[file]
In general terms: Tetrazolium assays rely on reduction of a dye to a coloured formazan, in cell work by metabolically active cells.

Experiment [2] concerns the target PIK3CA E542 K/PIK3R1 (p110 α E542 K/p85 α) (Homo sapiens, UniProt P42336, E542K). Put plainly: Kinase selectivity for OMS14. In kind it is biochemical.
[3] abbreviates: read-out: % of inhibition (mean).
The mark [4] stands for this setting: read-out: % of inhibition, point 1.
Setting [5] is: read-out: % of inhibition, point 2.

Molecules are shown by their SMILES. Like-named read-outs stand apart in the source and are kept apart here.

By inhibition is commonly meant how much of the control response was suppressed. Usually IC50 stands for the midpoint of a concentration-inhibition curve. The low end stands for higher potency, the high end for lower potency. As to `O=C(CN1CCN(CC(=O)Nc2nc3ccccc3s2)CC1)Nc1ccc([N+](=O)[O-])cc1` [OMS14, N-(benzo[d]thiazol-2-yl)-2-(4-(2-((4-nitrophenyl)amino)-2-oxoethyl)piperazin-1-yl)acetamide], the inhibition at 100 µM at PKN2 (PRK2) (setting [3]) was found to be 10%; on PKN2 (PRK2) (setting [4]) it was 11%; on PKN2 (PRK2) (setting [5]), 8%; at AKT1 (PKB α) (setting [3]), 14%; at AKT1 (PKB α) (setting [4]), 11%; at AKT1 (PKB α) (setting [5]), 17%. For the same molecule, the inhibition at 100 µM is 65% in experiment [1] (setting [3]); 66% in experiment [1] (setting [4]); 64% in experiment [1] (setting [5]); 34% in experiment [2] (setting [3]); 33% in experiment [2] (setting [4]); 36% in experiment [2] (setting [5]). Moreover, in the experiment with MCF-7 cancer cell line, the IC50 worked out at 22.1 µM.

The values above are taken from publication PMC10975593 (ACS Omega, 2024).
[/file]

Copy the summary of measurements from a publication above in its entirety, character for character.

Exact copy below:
In general terms: Tetrazolium assays rely on reduction of a dye to a coloured formazan, in cell work by metabolically active cells.

Experiment [2] concerns the target PIK3CA E542 K/PIK3R1 (p110 α E542 K/p85 α) (Homo sapiens, UniProt P42336, E542K). Put plainly: Kinase selectivity for OMS14. In kind it is biochemical.
[3] abbreviates: read-out: % of inhibition (mean).
The mark [4] stands for this setting: read-out: % of inhibition, point 1.
Setting [5] is: read-out: % of inhibition, point 2.

Molecules are shown by their SMILES. Like-named read-outs stand apart in the source and are kept apart here.

By inhibition is commonly meant how much of the control response was suppressed. Usually IC50 stands for the midpoint of a concentration-inhibition curve. The low end stands for higher potency, the high end for lower potency. As to `O=C(CN1CCN(CC(=O)Nc2nc3ccccc3s2)CC1)Nc1ccc([N+](=O)[O-])cc1` [OMS14, N-(benzo[d]thiazol-2-yl)-2-(4-(2-((4-nitrophenyl)amino)-2-oxoethyl)piperazin-1-yl)acetamide], the inhibition at 100 µM at PKN2 (PRK2) (setting [3]) was found to be 10%; on PKN2 (PRK2) (setting [4]) it was 11%; on PKN2 (PRK2) (setting [5]), 8%; at AKT1 (PKB α) (setting [3]), 14%; at AKT1 (PKB α) (setting [4]), 11%; at AKT1 (PKB α) (setting [5]), 17%. For the same molecule, the inhibition at 100 µM is 65% in experiment [1] (setting [3]); 66% in experiment [1] (setting [4]); 64% in experiment [1] (setting [5]); 34% in experiment [2] (setting [3]); 33% in experiment [2] (setting [4]); 36% in experiment [2] (setting [5]). Moreover, in the experiment with MCF-7 cancer cell line, the IC50 worked out at 22.1 µM.

The values above are taken from publication PMC10975593 (ACS Omega, 2024).